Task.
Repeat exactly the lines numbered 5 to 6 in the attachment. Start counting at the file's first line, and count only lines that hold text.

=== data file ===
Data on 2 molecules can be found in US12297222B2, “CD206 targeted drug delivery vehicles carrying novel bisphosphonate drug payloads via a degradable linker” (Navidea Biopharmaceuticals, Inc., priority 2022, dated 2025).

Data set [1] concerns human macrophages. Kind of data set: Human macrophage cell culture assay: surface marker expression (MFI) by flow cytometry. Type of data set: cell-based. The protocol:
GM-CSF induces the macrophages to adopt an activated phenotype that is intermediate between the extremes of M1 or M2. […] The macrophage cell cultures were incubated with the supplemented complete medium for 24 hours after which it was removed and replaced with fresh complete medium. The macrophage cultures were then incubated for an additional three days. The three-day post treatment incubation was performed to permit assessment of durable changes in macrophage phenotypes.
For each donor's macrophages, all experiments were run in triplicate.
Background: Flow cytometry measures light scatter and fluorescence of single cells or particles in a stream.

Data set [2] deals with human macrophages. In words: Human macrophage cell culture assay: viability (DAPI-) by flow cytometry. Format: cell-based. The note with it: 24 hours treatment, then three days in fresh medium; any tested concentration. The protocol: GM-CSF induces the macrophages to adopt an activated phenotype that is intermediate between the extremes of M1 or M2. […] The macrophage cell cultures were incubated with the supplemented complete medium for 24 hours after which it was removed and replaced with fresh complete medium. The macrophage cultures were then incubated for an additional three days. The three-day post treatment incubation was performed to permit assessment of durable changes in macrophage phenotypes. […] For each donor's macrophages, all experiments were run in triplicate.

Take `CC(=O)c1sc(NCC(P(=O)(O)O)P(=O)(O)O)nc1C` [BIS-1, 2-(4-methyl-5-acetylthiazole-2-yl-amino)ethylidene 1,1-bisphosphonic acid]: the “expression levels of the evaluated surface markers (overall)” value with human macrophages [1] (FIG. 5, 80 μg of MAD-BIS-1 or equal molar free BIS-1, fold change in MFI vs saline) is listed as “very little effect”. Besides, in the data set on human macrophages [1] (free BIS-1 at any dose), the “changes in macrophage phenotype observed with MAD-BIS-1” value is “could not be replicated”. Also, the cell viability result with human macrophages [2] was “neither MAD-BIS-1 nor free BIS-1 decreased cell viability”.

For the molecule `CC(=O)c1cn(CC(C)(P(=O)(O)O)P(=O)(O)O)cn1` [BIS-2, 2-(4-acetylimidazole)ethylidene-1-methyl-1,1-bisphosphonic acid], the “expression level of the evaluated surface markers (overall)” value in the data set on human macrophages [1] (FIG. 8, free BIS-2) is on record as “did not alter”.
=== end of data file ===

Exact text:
Background: Flow cytometry measures light scatter and fluorescence of single cells or particles in a stream.

Data set [2] deals with human macrophages. In words: Human macrophage cell culture assay: viability (DAPI-) by flow cytometry. Format: cell-based. The note with it: 24 hours treatment, then three days in fresh medium; any tested concentration. The protocol: GM-CSF induces the macrophages to adopt an activated phenotype that is intermediate between the extremes of M1 or M2. […] The macrophage cell cultures were incubated with the supplemented complete medium for 24 hours after which it was removed and replaced with fresh complete medium. The macrophage cultures were then incubated for an additional three days. The three-day post treatment incubation was performed to permit assessment of durable changes in macrophage phenotypes. […] For each donor's macrophages, all experiments were run in triplicate.